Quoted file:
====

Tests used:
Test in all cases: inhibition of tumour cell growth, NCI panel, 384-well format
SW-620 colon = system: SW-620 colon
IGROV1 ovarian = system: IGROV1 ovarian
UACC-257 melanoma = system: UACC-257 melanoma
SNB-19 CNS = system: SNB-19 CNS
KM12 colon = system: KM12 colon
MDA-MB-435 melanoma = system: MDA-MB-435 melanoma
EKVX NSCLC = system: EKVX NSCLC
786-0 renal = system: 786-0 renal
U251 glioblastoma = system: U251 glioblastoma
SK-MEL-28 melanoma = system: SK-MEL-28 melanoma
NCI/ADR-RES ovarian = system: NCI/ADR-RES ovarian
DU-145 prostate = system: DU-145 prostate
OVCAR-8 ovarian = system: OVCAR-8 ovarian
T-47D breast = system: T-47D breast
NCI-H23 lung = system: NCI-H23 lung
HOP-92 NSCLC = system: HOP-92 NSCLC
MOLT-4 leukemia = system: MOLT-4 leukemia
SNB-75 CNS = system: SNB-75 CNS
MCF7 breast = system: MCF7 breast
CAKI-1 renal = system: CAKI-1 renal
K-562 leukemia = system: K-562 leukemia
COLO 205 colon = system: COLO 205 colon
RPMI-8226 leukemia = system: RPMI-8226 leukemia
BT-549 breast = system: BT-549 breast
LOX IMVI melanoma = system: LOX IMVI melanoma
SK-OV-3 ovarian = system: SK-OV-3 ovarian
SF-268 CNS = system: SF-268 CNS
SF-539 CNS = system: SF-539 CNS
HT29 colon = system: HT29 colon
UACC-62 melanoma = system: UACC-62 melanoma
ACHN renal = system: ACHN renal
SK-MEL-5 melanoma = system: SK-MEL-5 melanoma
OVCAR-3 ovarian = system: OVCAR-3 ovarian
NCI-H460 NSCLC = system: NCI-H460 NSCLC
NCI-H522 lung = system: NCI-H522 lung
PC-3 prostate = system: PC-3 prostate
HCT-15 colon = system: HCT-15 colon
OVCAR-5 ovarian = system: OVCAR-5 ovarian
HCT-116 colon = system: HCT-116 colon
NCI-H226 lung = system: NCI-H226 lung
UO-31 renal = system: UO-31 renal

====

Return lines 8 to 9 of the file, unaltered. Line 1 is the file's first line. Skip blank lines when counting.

MDA-MB-435 melanoma = system: MDA-MB-435 melanoma
EKVX NSCLC = system: EKVX NSCLC